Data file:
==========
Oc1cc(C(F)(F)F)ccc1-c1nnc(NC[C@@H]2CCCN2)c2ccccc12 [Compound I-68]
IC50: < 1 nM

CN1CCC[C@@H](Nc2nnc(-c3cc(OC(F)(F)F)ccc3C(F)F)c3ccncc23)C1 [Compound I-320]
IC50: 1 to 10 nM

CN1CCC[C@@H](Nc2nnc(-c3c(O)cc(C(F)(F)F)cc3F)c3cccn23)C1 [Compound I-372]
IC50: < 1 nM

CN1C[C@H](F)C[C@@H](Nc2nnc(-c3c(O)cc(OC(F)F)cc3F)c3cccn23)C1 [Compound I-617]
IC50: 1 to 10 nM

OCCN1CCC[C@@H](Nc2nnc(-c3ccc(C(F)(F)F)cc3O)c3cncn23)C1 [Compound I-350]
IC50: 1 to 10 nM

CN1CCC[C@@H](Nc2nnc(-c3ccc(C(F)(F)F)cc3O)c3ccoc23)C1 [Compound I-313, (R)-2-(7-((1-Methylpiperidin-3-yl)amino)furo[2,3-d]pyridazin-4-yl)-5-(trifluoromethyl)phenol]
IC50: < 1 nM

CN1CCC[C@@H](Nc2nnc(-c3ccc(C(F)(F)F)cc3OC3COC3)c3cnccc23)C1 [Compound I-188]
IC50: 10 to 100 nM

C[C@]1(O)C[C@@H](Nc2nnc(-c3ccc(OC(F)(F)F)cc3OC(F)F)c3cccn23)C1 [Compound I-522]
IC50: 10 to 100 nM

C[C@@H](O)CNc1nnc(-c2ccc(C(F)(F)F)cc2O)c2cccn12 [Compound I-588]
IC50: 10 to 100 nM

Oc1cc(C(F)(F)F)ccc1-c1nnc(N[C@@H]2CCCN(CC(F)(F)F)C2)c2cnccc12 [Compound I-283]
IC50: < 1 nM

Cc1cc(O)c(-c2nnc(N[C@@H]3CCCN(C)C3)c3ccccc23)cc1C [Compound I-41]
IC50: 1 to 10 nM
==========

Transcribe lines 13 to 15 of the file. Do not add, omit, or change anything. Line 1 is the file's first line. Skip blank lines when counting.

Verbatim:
CN1CCC[C@@H](Nc2nnc(-c3ccc(C(F)(F)F)cc3OC3COC3)c3cnccc23)C1 [Compound I-188]
IC50: 10 to 100 nM

C[C@]1(O)C[C@@H](Nc2nnc(-c3ccc(OC(F)(F)F)cc3OC(F)F)c3cccn23)C1 [Compound I-522]